Rain Helps Carbon Sink    
 

Contrary to popular opinion, when it comes to greenhouse gas emissions, the United States cannot accurately be labeled as all give and no take. In fact, of the 5 billion tons of carbon dioxide our consumer driven country coughs up a year, roughly 15 to 30 percent is reabsorbed back into the land. Scientists refer to such a draw down of carbon as a carbon sink. Though researchers have known of this North American carbon sink for the better part of the 20th century, they do not understand precisely what is causing the sink or why the amount of carbon absorbed seems to increase over the years.

  by Krishna Ramanujan
 

 
Photograph of Forest
 

 

The most popular theories revolve around an observed greening of North America. Plant life appears to have thrived over the last 100 years, and increased vegetation growth has simply absorbed more CO2 from the air, increasing the carbon sink and partially offsetting greenhouse gas warming. In the presence of water and sunlight, plants take in CO2 during photosynthesis to create fuel, glucose, and other sugars for building plant structures.

Viable causes for why plants have done so well include a revival of forests from agricultural and urban clear-cutting in the 1800s, greater concentrations of atmospheric CO2 from fossil fuel burning, and warmer global temperatures in the 1900s. But a new study points to another factor vital to plant growth that may be at the root of the matter—more water.
 

  Forests and other vegetation in the U.S. consume about a quarter of the carbon dioxide gas the country produces each year. Over the past few decades the size of this “carbon sink” has been growing. NASA researchers now believe increased rain and snowfall are encouraging plant growth, which in turn is sequestering carbon dioxide. (Photograph copyright Adobe Systems, Inc.)

Graph of U.S. Forest Cover

According to the NASA-funded study that used 100 years of temperature and precipitation-related data, computer model results showed that on average from 1950 to 1993, an 8 percent increase in precipitation combined with higher humidity has led to a 14 percent increase in plant growth in the United States. The data over that period also show increases in cloud cover, minimum surface temperatures, soil moisture, and stream flows, which are all signs of a changing water cycle.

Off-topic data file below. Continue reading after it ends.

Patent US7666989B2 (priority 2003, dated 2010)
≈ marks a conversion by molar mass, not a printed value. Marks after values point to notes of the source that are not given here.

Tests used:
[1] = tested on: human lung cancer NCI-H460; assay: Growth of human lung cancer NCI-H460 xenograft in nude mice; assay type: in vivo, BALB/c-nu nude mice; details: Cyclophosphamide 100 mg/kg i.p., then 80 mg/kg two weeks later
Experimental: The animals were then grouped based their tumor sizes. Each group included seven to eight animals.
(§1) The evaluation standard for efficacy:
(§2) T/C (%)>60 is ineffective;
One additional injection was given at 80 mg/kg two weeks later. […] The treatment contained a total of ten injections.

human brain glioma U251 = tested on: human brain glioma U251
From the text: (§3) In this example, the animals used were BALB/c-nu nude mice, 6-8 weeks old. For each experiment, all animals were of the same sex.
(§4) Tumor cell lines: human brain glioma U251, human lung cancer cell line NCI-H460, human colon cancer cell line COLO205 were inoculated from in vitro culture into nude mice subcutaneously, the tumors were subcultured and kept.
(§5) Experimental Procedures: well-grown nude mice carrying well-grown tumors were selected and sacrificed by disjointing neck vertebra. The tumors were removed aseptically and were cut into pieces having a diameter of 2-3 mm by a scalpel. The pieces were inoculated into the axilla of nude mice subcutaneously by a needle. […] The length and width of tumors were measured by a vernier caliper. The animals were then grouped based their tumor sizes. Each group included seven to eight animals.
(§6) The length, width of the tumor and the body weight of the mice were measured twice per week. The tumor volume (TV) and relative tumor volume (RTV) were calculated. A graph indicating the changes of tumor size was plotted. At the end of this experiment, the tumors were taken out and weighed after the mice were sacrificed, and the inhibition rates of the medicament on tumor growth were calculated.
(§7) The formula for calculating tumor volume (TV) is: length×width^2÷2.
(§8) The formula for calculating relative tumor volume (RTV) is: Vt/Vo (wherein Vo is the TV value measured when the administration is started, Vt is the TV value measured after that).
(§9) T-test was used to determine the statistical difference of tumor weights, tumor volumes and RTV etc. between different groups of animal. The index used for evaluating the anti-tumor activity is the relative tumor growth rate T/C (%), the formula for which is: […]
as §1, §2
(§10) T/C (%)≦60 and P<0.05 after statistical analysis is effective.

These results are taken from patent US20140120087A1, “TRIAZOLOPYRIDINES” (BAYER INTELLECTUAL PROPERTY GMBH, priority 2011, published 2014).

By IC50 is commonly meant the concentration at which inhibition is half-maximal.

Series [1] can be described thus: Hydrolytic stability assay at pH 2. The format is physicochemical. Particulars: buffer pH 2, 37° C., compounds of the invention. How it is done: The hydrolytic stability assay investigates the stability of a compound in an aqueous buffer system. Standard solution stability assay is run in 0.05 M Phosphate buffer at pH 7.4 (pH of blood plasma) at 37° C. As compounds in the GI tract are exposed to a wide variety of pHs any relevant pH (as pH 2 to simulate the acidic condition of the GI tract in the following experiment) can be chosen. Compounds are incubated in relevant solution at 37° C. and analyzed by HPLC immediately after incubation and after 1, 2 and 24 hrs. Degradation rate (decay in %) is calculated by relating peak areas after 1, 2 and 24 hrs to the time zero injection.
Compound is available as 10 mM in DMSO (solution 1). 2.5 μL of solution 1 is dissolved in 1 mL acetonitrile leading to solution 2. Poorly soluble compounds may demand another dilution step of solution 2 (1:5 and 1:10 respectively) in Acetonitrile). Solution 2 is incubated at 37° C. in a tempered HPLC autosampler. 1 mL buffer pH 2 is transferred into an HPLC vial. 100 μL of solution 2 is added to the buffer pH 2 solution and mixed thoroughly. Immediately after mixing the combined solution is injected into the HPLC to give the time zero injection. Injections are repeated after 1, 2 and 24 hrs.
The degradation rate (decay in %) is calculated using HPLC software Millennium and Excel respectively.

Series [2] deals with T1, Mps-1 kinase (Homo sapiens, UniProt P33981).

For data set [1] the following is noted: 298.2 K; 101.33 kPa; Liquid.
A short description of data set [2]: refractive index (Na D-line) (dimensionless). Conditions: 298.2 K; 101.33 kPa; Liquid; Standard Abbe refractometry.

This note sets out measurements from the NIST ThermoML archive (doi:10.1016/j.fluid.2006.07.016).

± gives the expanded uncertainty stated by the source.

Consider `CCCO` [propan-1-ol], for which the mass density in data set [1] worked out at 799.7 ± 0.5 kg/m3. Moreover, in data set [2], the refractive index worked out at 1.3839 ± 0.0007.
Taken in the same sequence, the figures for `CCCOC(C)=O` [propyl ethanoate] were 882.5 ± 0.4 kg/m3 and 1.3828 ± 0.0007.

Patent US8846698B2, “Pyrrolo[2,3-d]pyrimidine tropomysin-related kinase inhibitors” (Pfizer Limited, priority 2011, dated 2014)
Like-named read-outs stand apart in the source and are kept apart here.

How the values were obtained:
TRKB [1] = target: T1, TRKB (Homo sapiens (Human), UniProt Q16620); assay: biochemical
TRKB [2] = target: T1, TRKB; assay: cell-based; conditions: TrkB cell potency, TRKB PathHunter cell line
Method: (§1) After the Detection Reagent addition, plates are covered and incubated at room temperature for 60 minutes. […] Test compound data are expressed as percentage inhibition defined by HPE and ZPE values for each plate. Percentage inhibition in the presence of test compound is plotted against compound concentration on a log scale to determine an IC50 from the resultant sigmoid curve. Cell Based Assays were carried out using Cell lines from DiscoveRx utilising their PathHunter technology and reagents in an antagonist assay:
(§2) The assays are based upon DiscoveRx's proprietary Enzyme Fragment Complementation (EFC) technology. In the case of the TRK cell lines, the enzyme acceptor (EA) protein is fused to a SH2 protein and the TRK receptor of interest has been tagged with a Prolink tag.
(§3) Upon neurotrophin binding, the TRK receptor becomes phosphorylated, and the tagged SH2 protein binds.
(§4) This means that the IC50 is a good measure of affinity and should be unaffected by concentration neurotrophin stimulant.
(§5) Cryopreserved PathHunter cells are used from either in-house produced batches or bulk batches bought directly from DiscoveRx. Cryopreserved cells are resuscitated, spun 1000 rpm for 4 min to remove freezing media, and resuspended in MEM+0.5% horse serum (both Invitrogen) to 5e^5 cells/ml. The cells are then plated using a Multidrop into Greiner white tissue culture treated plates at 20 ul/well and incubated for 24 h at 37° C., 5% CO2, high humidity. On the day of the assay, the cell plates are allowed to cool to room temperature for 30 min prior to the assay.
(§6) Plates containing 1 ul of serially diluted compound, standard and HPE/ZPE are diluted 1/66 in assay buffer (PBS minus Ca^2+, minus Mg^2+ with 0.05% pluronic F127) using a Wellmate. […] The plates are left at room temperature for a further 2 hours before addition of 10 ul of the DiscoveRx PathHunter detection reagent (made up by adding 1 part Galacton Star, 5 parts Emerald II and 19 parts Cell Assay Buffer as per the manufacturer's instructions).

In fits and starts, the extent of forest cover in the United States has begun to recover from a low at the end of the 19th Century. Combined with the expansion of tree-covered suburbs (instead of open farms), the regrowth of forest was thought to account for the increase in carbon draw-down in the U.S. (Graph by Robert Simmon, based on data from W. Brad Smith, John S. Vissage, David R. Darr, and Raymond M. Sheffield, Forest Resources of the United States, 1997, U.S. Forest Service)

Graph of Temperature, Precipitation, and Productivity

“This work illustrates that the enhanced water balance in the U.S. appears to be at least as strong a mechanism in the enhanced carbon sink as any of the other mechanisms, and until this point, it appears to have been overlooked,” adds Steve Running, a co-author of the paper, who is also a researcher at the University of Montana’s School of Forestry.

While the connection between water availability and plant growth may appear obvious, there are complex interactions at play here that make a positive uptake of carbon possible. “Most people only think of the idea that more water means more growth, but really plants benefit from more water in a number of ways,” says Running. The increased rate of the carbon sink results from a synchronous interplay between plant physiology and both the timing and magnitude of changes that impact the water cycle.
 

  Over the past 100 years, vegetation productivity (green line) has followed changes in precipitation (blue line) much more closely than changes in temperature (red line). Vegetation productivity is a measure of how much carbon plants are consuming as they grow. (Graph adapted from Nemani, Ramakrishna; White, Michael; Thornton, Peter; Nishida, Kenlo; Reddy, Swarna; Jenkins, Jennifer; and Running, Steven, 2002: Recent trends in hydrologic balance have enhanced the terrestrial carbon sink in the United States, Geophysical Researc Letters, Vol. 29, No. 10.)
 

Map of Carbon Flux

The study finds that between 1950 and 1993, the minimum temperatures in the spring have become warmer and the autumns have become wetter, which may have combined to lengthen the growing season, giving plants a longer time frame for photosynthesis. But without the right coincidence of both temperature and water availability, the growing season would likely not have lengthened. Between 1910 and 1940, for example, there was a warming trend in the winter, a season when plants do not grow. The same principle is true for rainfall. “If you get rain in winter, it doesn’t make a big difference for the plants, but in the autumn, it does,” adds Nemani.